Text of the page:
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A Midcentury Townhome Goes from Drab to Fresh and Airy

A Phoenix couple makes the leap from family home to easy townhouse living without giving up style.

By Nora Burba Trulsson | Photography by Scott Sandler

When Beth and Pat Moroney contemplated downsizing from their gracious Arcadia home, they faced the burning questions others in the same situation have dealt with:  Where would they go? Would they like it as much as the house where they raised a family? Could it be stylish? And, most important, what would the children think?

But the Moroneys—she’s an interior designer, he’s a retired builder—jumped through the downsizing hoops with elan. The result of their search and renovation efforts is a fresh, airy townhouse re-imagined within the classic ’60s-era Villa d’Este community in downtown Scottsdale.

“Our kids said, ‘What are you doing?’ when we told them we wanted to move into a townhouse,” recalls Beth of their smaller-is-better journey. “They thought that we should never leave our previous home, which we designed and built, and is where they grew up.” Adds Pat, “After our kids left, the dog was the only one who used the pool. Beth and I basically lived in the kitchen, the TV room and the master bedroom. It seemed ridiculous to hang onto all that space.”

Not wanting to spend their golden years rattling around a big house, the couple began their search—with parameters. They didn’t want to stray too far from their Arcadia roots and looked for something that had the same green, leafy vibe. The new place had to be cozy, easy to maintain, yet large enough to host gatherings of family and friends. 

While they crisscrossed their old neighborhood and the surrounding area with a fine-toothed MLS listing, they stumbled across Villa d’Este, a hidden gem of a community within walking distance to Scottsdale’s shops and restaurants, created in 1966 by developer Del Trailor—also known for his Golden Keys homes. It was designed by Haver, Nunn and Jensen—a firm helmed by noted architect Ralph Haver. The 30 townhomes were done in an Italianate style, marked by wrought-iron details, arched openings and dentil-patterned coping. The homes rarely came on the market.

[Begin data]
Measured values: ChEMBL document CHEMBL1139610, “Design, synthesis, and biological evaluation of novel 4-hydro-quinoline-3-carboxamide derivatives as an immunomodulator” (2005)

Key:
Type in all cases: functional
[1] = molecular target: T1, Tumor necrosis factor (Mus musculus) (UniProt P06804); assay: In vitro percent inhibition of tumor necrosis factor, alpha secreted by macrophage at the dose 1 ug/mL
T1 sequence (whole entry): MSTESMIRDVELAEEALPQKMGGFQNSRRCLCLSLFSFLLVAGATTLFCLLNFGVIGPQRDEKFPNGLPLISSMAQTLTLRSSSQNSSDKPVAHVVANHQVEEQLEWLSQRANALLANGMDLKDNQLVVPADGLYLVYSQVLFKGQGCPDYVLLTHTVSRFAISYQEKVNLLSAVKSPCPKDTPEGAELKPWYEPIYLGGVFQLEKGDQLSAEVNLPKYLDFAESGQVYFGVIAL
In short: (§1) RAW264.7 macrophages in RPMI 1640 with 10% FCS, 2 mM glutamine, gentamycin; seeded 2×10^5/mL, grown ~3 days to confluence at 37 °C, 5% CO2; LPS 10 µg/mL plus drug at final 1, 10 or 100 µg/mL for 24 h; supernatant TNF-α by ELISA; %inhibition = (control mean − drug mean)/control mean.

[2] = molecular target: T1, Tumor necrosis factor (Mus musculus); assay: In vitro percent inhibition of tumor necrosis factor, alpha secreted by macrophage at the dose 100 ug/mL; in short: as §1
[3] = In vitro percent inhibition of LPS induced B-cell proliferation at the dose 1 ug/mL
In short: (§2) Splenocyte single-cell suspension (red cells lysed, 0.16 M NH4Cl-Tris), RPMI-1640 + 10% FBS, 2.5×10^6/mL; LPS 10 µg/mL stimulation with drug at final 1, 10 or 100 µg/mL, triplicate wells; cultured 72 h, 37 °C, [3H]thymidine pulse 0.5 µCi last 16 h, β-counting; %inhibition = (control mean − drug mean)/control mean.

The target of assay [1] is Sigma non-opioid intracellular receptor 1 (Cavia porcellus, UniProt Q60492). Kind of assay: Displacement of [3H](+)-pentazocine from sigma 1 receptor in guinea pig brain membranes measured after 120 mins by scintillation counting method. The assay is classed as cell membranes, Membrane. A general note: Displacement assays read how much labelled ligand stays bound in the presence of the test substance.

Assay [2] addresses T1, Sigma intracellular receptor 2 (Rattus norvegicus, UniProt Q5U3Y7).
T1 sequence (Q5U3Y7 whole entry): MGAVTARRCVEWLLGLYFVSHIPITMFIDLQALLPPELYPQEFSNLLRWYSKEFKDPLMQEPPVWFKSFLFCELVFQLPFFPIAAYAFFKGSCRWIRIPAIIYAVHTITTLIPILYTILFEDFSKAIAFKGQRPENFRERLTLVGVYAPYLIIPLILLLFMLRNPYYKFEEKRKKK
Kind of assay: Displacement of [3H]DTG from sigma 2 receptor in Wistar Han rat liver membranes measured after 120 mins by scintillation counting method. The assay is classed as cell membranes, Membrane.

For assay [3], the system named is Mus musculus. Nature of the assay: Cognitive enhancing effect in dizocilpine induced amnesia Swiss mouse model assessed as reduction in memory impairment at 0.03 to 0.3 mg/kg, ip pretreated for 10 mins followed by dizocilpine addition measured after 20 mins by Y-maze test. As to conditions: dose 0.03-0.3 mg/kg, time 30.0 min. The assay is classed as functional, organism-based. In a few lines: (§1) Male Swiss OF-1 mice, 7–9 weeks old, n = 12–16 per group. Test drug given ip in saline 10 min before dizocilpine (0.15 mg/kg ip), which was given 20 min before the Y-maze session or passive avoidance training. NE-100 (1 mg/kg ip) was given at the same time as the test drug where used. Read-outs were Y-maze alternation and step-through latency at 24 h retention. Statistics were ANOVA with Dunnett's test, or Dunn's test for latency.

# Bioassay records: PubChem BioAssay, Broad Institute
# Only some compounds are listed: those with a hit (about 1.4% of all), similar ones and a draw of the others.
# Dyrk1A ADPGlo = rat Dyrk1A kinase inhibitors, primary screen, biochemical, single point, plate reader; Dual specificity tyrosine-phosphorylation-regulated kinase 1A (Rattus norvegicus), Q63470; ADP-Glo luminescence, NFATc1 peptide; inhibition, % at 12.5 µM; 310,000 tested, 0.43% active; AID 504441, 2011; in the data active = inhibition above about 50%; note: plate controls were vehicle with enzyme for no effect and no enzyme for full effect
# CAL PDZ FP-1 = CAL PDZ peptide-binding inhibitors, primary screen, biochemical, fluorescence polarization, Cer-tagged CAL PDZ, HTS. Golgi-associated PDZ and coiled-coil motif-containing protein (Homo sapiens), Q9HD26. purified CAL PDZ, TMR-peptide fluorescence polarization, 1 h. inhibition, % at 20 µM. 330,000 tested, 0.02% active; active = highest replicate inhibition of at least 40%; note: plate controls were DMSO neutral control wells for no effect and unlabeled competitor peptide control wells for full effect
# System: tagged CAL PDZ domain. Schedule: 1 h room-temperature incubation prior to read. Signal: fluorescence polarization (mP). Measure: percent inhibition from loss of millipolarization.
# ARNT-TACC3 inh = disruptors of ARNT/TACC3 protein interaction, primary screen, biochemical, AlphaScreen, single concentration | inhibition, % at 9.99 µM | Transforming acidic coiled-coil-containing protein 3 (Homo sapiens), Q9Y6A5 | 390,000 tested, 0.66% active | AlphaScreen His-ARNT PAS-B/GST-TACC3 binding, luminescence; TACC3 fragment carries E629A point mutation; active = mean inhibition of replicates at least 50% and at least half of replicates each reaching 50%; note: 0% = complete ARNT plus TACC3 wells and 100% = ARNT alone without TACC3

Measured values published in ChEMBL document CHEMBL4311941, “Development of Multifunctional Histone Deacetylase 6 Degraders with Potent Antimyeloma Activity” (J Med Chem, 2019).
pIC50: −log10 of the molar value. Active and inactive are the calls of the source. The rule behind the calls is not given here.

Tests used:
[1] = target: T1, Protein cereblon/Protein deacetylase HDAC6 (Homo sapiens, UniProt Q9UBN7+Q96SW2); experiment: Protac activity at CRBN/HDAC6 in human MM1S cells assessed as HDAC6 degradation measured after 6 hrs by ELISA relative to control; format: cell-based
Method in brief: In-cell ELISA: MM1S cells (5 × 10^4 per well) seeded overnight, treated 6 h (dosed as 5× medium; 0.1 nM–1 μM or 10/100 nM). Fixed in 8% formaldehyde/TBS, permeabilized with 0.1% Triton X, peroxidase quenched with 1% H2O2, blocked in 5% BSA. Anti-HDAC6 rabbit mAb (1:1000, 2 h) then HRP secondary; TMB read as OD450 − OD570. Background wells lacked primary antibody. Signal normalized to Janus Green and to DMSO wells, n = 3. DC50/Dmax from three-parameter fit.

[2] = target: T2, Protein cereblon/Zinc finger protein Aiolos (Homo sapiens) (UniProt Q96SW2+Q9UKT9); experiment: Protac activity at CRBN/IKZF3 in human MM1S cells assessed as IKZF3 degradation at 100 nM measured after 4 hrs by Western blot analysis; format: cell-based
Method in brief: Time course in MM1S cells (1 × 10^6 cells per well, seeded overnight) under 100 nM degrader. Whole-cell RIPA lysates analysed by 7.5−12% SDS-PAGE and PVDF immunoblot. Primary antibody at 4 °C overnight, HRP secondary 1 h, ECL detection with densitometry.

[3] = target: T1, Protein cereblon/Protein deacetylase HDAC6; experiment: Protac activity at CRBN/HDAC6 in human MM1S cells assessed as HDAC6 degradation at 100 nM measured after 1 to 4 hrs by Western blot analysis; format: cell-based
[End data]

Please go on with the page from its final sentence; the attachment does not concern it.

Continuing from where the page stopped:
1. An updated Scottsdale townhouse takes its cues from the community’s original architectural elements and includes just the right amount of outdoor living spaces. 2. I-beams, oak slabs and stainless steel cables combine to create a sculptural staircase. Whitewashed brick gives the wall texture and interest. The painting is by the homeowners’ longtime friend, Phoenix artist Eddie Shea. 3. A classic Saarinen table and a reupholstered vintage settee partner up in the breakfast nook. 4. A marble cube makes for a bold sink in the powder room. 5. The landing outside the second-story guest bedroom is just large enough for a chair and a vintage hutch. 6. An Eames chair and ottoman create a reading spot below the staircase, a space that originally was taken up by a built-in bar.

“There was one for sale,” Pat explains, “and the previous owner had bought it, stripped the interior down to the studs and then decided not to finish the renovation.” He and Beth fell in love with the mature development and the potential that the 2,600-square-foot, three-bedroom townhome yielded.

With Beth in charge of the interior design, the two decided to hire a contractor to bring the project to drywall stage. “It’s hard to find those front-end trades, now that I’m no longer active in the business,” Pat explains. But their mission remained on point—to lighten and brighten the interior.

The revamped home includes a new glass entry door and larger windows to flood the interior with natural light. The living room’s staircase, once enclosed by a wall, now leads to a landing and guest bedroom. Simple white furnishings contrast with a mix of new and vintage pieces that add depth to the setting.

“Even with everything already ripped out, the interior was dark,” Beth explains. “The staircase to the second-floor guest bedroom was enclosed, and the living room had  small arched windows and a set of French doors to the back patio. The galley-style kitchen was walled off from the living room.”